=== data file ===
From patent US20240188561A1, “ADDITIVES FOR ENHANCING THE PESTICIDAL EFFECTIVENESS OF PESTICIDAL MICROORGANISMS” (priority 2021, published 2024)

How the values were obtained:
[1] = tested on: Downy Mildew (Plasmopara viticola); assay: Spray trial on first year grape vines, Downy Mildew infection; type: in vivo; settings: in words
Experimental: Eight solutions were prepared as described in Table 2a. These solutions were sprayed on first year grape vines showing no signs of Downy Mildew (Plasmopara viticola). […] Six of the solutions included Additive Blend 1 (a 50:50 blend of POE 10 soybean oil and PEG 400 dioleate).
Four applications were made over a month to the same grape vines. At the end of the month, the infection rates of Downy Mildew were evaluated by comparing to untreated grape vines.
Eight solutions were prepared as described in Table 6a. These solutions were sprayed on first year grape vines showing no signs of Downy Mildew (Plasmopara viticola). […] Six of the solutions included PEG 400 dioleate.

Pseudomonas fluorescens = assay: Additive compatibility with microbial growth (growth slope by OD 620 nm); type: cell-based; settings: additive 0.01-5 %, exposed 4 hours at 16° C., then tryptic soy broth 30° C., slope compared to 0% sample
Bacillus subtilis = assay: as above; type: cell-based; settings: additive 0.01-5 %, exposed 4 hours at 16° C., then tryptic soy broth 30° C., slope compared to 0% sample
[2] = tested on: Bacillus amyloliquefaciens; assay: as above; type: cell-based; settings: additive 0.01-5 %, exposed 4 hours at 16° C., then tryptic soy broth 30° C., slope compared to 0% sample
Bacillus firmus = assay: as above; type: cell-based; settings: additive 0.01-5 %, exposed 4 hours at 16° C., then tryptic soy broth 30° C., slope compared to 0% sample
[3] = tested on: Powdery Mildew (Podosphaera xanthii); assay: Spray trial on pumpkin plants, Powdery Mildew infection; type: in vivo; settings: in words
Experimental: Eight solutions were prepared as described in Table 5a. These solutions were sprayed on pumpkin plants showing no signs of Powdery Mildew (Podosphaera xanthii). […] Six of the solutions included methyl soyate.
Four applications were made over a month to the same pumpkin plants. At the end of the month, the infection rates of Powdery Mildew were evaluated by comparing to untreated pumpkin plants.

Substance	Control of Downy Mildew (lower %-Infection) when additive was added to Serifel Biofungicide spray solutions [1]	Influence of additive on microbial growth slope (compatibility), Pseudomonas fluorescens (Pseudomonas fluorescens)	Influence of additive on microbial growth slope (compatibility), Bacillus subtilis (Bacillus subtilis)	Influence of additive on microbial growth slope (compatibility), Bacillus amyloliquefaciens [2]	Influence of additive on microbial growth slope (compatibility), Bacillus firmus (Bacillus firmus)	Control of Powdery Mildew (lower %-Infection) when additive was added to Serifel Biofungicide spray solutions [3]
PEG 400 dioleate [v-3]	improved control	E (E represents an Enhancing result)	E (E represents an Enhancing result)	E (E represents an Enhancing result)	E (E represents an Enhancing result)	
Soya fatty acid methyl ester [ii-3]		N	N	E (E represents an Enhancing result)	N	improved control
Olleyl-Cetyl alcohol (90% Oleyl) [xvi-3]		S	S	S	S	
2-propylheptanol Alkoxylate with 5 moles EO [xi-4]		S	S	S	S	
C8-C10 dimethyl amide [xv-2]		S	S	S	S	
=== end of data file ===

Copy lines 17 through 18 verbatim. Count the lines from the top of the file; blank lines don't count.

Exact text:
Olleyl-Cetyl alcohol (90% Oleyl) [xvi-3]		S	S	S	S	
2-propylheptanol Alkoxylate with 5 moles EO [xi-4]		S	S	S	S	